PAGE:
Should I incorporate? This is the question I get asked the most by business owners whose side hustle has grown beyond part-time. The majority of businesses start out as a side hustle. You have an idea or talent, then friends find out about it. It’s not long before you’re making a bit of cash on the side. Work at it for a year, and you are now booked up every weekend or working evenings to meet the demand.

Fast forward 3 years. Now your side hustle has turned into a full-time gig, and you’re making decent money at it. So at what point should you incorporate? Let’s first have a look at the reasons most businesses incorporate.

Incorporating – What are the Benefits?

Financial Benefits

The main financial benefit is that the corporate tax rate is much lower than the personal tax rate in Canada. For example, assuming your business has earned less than $500K in its fiscal year, a $150,000 salary would be taxed at around 16%. However, if that same $150,000 were taken personally, it would be taxed at about 46%.

Business owners have the ability to decide how much they want to take out of the company and the two main ways that this is achieved are salary or dividend. As a sole proprietor, you are taxed on the total amount of your net profit. So, for example, if your net profit is $150,000, you will be taxed about 46% because it is considered personal income.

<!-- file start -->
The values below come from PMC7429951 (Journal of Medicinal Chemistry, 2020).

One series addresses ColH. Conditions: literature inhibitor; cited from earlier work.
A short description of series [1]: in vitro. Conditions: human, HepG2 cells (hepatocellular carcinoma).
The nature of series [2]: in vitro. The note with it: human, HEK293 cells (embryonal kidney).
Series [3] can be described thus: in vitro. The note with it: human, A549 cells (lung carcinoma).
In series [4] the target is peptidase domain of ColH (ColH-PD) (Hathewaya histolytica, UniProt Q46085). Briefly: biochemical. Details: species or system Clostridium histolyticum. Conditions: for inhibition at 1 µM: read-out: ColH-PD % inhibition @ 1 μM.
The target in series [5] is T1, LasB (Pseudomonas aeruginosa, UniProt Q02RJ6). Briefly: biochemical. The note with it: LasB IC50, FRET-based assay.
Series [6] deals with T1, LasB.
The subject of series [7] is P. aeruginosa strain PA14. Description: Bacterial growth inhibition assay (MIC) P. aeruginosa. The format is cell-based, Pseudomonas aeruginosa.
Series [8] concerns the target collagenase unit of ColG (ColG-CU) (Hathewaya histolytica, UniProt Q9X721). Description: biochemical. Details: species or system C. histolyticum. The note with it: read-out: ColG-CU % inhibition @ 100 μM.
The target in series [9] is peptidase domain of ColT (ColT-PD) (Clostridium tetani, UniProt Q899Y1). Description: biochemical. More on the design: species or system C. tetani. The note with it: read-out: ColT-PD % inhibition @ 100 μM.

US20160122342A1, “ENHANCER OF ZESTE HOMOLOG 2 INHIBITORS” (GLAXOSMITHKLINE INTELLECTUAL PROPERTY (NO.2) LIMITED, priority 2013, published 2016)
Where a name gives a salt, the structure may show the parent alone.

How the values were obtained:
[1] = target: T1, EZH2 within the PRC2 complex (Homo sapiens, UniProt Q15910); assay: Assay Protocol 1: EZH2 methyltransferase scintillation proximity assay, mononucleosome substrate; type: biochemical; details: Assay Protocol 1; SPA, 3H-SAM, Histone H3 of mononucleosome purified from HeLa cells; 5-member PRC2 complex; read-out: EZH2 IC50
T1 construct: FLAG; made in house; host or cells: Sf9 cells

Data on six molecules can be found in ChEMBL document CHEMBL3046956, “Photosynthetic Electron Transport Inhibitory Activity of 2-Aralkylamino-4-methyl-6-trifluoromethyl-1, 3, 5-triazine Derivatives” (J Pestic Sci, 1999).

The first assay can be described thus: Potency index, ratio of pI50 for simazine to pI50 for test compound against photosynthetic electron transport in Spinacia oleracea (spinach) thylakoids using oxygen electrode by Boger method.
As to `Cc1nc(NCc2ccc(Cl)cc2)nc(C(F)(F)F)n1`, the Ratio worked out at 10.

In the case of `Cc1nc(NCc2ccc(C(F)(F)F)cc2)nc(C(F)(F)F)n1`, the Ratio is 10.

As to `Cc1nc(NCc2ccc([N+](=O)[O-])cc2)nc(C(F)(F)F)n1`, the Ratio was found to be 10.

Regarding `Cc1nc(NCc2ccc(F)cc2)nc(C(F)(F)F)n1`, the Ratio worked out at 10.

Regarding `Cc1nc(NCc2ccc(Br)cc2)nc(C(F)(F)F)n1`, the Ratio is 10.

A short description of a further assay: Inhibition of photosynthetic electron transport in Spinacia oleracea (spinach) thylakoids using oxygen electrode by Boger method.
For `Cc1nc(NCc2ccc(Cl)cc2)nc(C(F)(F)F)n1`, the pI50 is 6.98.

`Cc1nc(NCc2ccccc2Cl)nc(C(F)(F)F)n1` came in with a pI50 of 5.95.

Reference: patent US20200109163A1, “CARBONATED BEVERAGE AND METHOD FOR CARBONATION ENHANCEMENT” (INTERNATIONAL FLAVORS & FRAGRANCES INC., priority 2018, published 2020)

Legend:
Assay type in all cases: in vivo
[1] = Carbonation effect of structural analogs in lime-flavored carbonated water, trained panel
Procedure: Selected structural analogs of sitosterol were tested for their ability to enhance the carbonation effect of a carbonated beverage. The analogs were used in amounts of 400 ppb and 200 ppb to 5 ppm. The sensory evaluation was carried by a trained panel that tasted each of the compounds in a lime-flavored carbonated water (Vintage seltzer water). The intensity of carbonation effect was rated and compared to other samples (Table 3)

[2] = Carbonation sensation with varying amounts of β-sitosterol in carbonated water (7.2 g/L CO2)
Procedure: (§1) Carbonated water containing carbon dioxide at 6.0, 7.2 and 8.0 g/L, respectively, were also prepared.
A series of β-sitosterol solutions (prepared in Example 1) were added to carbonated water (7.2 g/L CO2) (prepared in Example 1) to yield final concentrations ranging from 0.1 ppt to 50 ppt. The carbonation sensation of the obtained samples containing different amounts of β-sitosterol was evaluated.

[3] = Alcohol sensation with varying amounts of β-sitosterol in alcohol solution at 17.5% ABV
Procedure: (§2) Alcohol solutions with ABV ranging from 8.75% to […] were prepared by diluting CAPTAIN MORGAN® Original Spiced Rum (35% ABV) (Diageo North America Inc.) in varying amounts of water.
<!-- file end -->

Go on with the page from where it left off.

Limited Liability

Limited liability gives protection of a Shareholder’s personal assets if the company goes bankrupt. In addition, limited liability ensures that the shareholder only loses what they have invested in the company if financial hardship arises.

For example, if the shareholder invested $15,000 into the company and it went bankrupt and owed $100,000, the shareholder would only lose the $15,000 they invested. No creditors could come after the personal assets of the shareholder. The same goes for if you are sued by an unruly customer.

As an unincorporated company, all your personal assets would be at risk if it went bankrupt or you were being sued.

Separate Legal Entity

What does this mean? In Canada, a corporation is viewed as a separate legal entity. Which means it has its own rights under the law. It can enter into contracts, own property and investments and start legal proceedings against another entity. In other words, the company is separate from its shareholders. Shareholders do not personally own property within a corporation. Assets are owned by the company until its dissolution, at which time it would be divided up between shareholders, creditors or sold off.

Better Business Image

Let’s face it. Corporations look more solid to consumers than unincorporated businesses. Therefore, many potential consumers would rather purchase from corporations because they have a more sturdy foundation. 

That’s not to say that sole proprietors do not have solid foundations. But corporations usually have put a lot of resources behind product guarantees, refunds, policy, and privacy.